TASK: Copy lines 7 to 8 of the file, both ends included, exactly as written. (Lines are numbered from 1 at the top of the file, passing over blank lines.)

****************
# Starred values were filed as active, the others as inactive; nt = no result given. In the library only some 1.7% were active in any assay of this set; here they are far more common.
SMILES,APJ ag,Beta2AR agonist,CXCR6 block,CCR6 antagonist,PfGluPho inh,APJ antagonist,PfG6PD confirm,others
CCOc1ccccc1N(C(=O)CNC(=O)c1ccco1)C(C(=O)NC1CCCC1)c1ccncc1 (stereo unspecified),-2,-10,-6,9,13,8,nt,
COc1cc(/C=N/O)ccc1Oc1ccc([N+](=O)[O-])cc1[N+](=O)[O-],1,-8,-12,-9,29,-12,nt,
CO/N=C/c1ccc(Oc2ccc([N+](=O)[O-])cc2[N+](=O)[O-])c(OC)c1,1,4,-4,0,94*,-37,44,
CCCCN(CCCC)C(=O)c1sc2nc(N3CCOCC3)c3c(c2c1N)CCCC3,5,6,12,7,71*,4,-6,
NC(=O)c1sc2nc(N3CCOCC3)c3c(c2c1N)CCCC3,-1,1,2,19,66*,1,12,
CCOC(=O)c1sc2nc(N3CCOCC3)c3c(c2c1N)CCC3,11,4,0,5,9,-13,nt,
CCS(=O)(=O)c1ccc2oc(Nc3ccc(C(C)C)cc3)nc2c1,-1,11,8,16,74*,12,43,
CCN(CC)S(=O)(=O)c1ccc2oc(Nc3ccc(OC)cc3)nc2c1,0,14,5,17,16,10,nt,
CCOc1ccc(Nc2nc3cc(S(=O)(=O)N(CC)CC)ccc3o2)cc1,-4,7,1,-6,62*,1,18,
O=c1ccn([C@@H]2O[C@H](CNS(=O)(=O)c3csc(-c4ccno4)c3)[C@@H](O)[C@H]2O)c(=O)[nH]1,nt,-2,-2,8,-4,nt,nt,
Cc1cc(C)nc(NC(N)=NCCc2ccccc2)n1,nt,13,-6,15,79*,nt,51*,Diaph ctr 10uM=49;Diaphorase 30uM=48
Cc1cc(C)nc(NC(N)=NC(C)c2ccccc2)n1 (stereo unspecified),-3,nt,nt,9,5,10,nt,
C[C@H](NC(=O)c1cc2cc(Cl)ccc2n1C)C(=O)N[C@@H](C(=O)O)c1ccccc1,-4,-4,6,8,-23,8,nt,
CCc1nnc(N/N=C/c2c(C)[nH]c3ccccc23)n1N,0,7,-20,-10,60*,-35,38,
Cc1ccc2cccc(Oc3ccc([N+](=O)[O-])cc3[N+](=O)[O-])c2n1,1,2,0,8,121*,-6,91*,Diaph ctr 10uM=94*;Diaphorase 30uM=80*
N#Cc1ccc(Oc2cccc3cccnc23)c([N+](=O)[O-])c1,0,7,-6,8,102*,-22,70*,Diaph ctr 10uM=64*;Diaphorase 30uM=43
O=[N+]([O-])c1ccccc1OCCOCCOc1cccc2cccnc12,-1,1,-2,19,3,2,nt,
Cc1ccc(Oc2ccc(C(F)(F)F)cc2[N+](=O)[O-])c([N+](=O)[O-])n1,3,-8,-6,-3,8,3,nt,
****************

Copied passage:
NC(=O)c1sc2nc(N3CCOCC3)c3c(c2c1N)CCCC3,-1,1,2,19,66*,1,12,
CCOC(=O)c1sc2nc(N3CCOCC3)c3c(c2c1N)CCC3,11,4,0,5,9,-13,nt,